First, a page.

A Battle of Attrition

Rafael Nadal's unexpected rise over the past year-and-a-half has revived men's tennis. The 20-year-old must raise his level on surfaces other than dirt, but already in many circles he is regarded as the man who will eventually overtake Roger Federer as the world's number one tennis player, writes Vijay Parthasarathy.

To all outward appearances, Rafael Nadal is the typical teenager soaking in bravado — shy, yet rebellious and slightly immature — but put him on a tennis court, and the lad will morph into a hyper-energetic superhero with astounding abilities. Put him on a clay court, ladies and gentlemen, and the boy becomes El Defensor, a player who runs down balls faster than anyone in history, a player who can make near-impossible lunging retrieves and blunt any attack with vicious topspin.

Admittedly, as far as elegance is concerned, El Defensor is not a patch on his rapier-wielding compatriot, Zorro. While Nadal's supreme fitness must receive the highest praise, his baseline game can be infuriatingly unappealing. The sartorially-challenged Spaniard — he of the sleeveless fluorescent shirts and pirate pants — can be awkward and clumsy; occasionally, he will even choke on a banana (or at least pretend to). And unlike Zorro, Nadal is not, in everyone's minds, a popular champion. His dodgy time-delaying tactics led the usually unflappable Ivan Ljubicic, Nadal's semifinal opponent at Roland Garros this year, to claim that in the locker room everyone was behind the gentlemanly Roger Federer.

In an ideal world, Federer would have completed his Slam collection; in an ideal world, only a player of comparable skill could have ambushed him. Nadal, however, overcame a weirdly subdued Federer in a four-set final that didn't quite live up to the hype. With that victory, Nadal extended his unbeaten streak on clay to a record 60 matches. He is yet to lose at Roland Garros.

If winning ugly is what it takes to prove that Federer is beatable, then so be it. On the bright side, Nadal's unexpected rise over the past year-and-a-half has revived men's tennis. The 20-year-old must raise his level on surfaces other than dirt, but already in many circles he is regarded as the man who will eventually overtake Federer as the world's number one tennis player.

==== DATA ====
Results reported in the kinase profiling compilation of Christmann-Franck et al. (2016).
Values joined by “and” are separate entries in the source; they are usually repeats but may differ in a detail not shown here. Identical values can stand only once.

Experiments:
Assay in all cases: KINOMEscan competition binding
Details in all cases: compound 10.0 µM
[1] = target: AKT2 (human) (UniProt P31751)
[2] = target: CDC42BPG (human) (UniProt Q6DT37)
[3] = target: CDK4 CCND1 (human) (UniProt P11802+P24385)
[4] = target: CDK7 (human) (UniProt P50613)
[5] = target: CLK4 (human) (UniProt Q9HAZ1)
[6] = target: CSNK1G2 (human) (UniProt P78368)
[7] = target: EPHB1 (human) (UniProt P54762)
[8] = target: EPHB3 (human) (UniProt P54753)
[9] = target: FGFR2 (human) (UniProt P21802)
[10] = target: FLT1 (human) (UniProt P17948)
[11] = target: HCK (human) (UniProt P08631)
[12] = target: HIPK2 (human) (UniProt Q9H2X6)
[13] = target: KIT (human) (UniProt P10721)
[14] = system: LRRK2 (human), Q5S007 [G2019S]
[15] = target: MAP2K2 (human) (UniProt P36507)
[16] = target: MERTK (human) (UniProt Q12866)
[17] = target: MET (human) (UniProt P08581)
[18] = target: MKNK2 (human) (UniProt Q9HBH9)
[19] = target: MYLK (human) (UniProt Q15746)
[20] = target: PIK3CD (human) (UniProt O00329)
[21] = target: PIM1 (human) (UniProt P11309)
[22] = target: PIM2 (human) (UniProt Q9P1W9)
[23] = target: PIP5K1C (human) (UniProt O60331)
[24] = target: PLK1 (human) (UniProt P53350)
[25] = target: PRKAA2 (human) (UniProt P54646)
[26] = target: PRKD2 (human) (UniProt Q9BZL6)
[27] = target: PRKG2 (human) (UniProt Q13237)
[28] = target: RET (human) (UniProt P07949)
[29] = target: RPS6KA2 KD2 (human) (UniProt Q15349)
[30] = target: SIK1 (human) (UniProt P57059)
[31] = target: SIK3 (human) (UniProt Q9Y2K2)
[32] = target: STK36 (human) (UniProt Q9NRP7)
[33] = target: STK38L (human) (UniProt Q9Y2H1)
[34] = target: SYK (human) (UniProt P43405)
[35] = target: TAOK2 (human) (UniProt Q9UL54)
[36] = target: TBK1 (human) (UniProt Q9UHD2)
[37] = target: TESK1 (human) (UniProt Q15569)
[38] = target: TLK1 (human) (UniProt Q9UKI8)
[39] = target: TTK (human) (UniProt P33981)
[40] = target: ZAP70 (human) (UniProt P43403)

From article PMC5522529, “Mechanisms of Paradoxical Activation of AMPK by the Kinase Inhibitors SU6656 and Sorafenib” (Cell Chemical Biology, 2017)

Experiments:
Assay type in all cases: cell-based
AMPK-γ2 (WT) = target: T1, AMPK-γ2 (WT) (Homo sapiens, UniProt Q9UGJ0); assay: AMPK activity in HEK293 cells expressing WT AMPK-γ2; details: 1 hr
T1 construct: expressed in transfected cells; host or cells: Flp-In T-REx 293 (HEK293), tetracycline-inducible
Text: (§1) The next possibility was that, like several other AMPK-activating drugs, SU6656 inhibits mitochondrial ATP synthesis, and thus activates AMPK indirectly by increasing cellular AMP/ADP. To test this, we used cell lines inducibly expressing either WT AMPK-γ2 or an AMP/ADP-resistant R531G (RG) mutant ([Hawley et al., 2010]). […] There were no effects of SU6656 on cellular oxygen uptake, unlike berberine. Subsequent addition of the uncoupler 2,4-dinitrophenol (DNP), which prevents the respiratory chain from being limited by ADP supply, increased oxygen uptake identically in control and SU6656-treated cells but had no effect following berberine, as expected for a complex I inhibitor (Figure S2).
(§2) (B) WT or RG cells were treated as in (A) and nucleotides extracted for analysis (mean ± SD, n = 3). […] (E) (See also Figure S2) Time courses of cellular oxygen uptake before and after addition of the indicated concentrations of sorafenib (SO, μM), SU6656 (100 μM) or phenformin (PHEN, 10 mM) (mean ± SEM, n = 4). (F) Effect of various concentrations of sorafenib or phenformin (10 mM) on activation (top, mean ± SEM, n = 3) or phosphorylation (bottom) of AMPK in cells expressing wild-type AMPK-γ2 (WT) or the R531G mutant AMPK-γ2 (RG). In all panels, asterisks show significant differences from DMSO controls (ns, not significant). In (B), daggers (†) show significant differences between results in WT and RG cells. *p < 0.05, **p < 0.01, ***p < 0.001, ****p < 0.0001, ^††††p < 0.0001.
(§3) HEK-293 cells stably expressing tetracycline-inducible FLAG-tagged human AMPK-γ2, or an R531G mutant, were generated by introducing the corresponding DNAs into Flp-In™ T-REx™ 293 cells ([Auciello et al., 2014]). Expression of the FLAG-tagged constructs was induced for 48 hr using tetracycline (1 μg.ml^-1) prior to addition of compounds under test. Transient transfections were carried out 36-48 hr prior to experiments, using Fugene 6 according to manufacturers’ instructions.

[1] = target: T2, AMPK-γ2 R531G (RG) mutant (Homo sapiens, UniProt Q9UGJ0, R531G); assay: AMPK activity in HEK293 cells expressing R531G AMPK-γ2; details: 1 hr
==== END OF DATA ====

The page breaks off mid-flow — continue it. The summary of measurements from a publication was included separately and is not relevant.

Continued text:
Indeed, an air of inevitability accompanies that suggestion. Nadal has won 14 successive finals to date; that accomplishment is second only to Federer's record Open era streak of 24. Age is on his side. At 20, Nadal is four years younger than Federer. His best years are very likely ahead of him.

But what about the other contenders, you may ask. Notwithstanding their performances at Queen's last fortnight, Lleyton Hewitt and Roddick have been upstaged. Ljubicic, David Nalbandian and James Blake are doing all they can to capitalise on their late evolution but their efforts might be in vain. Nadal's triumphs have focussed attention on his contemporaries like Gael Monfils, Andy Murray and Novak Djokovic. You get the impression an entire generation has been waylaid.

These are early days still, but at the moment, Nadal owns Federer. He leads the Swiss 6-1 on career head-to-head, and has beaten the Swiss the last five times they met. Four of these wins came on clay, and Nadal even managed to sneak one in, on hardcourts. Rarely has anyone exerted such dominance over a reigning world number one in his prime; certainly this has never happened to Federer.

Just over a year ago, Nadal wasn't much of a threat. The Mallorcan, it was generally believed, had a long way to go. But then he capped a sensational run on clay with a coming-of-age performance at Roland Garros — and, along the way, scalped the top-ranked player.